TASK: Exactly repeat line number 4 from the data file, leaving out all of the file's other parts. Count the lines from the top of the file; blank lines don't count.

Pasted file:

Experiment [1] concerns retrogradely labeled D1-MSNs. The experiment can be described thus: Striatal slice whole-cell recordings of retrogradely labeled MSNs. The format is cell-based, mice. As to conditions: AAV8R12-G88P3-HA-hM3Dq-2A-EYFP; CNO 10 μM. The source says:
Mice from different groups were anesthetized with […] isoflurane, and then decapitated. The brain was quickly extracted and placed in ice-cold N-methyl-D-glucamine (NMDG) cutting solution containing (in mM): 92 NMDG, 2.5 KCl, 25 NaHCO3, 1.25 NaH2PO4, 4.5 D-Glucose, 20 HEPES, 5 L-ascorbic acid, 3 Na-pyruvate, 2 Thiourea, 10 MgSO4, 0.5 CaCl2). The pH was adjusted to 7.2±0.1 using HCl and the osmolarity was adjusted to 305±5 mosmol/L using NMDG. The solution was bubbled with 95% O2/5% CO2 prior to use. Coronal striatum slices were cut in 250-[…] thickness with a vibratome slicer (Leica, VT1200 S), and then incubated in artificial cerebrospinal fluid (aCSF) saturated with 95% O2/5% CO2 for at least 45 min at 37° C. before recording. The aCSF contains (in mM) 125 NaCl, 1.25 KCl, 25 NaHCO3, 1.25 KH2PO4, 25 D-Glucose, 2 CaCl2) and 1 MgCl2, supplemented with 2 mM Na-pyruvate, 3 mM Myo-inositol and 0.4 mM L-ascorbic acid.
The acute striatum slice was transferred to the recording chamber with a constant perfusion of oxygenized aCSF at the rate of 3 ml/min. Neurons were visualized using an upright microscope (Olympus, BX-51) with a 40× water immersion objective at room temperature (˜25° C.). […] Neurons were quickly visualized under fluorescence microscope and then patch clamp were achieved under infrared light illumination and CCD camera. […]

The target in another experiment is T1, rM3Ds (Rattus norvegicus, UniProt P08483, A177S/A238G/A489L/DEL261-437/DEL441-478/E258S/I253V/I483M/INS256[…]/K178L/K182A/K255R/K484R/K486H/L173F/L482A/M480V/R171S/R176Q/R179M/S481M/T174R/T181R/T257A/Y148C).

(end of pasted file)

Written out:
The target in another experiment is T1, rM3Ds (Rattus norvegicus, UniProt P08483, A177S/A238G/A489L/DEL261-437/DEL441-478/E258S/I253V/I483M/INS256[…]/K178L/K182A/K255R/K484R/K486H/L173F/L482A/M480V/R171S/R176Q/R179M/S481M/T174R/T181R/T257A/Y148C).